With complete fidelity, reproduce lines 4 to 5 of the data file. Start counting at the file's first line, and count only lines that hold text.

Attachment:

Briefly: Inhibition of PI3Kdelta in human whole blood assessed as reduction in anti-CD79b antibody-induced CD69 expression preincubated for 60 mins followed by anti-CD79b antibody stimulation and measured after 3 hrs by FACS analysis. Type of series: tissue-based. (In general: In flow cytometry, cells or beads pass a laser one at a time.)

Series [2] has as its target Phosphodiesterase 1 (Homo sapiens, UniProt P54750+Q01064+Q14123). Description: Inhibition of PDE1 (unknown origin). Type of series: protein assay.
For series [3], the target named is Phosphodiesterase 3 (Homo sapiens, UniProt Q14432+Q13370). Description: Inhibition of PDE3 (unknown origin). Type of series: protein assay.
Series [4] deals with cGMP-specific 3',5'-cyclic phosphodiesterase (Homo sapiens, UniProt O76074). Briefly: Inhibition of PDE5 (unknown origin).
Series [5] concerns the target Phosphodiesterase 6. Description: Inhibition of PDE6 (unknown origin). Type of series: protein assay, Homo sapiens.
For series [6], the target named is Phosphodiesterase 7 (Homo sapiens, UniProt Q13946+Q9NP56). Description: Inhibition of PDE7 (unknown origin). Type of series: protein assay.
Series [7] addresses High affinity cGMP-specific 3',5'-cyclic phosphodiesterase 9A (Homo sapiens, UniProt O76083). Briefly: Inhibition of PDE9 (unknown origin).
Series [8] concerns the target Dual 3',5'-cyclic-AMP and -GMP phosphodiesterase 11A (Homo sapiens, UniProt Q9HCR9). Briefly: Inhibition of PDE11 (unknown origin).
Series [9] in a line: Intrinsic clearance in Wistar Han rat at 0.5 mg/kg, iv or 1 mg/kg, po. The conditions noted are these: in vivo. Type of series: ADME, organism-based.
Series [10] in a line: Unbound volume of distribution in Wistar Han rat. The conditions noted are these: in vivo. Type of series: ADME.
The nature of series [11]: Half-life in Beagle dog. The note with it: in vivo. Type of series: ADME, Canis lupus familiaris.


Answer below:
Series [4] deals with cGMP-specific 3',5'-cyclic phosphodiesterase (Homo sapiens, UniProt O76074). Briefly: Inhibition of PDE5 (unknown origin).
Series [5] concerns the target Phosphodiesterase 6. Description: Inhibition of PDE6 (unknown origin). Type of series: protein assay, Homo sapiens.